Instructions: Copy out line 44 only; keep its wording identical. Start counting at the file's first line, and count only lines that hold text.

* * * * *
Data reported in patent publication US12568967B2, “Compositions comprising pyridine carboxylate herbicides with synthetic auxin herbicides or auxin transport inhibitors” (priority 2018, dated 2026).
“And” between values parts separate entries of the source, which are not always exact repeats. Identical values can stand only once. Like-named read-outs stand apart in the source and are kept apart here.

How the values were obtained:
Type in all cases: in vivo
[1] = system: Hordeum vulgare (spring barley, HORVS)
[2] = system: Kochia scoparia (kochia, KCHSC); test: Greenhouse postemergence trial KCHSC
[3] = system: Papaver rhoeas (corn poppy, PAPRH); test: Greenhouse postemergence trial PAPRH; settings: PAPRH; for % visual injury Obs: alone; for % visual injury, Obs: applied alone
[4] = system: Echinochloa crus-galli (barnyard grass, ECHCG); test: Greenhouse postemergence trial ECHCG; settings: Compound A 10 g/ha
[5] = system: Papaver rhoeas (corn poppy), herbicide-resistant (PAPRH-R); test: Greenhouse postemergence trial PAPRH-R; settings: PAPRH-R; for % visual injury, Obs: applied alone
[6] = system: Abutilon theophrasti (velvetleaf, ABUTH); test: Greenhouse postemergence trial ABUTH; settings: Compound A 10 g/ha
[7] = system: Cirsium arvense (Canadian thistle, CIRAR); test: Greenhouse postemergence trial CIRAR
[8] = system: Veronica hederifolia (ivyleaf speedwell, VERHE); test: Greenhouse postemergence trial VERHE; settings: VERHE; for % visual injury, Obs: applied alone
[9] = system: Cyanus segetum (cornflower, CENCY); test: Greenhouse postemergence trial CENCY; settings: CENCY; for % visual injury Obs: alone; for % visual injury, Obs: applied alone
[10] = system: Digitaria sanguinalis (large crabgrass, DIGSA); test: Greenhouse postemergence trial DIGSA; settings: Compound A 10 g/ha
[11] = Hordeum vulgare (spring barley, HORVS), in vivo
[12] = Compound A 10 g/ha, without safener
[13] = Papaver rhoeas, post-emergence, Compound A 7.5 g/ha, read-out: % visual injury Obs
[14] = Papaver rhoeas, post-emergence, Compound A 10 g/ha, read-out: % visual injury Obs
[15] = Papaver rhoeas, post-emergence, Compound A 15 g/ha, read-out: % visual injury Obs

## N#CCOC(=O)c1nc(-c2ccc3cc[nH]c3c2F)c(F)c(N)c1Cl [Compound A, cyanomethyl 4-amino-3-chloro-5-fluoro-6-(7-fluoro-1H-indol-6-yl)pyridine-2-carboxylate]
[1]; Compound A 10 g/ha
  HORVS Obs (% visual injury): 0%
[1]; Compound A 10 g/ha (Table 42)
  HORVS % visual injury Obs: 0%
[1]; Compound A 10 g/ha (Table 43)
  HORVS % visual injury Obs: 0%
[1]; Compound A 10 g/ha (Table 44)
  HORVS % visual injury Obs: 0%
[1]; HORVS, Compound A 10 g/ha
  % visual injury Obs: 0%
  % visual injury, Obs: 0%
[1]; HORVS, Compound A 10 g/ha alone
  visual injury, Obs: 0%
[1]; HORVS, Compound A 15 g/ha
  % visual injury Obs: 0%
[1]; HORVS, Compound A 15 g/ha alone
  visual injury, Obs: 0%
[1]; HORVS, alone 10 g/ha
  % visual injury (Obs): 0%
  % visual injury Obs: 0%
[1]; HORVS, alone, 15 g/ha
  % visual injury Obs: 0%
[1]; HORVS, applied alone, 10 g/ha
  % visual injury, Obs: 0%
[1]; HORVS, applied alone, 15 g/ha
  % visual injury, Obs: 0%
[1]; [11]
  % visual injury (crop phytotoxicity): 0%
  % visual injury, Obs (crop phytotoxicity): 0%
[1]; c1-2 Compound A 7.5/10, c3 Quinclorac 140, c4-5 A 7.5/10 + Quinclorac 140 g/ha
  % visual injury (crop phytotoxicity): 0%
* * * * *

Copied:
  % visual injury, Obs: 0%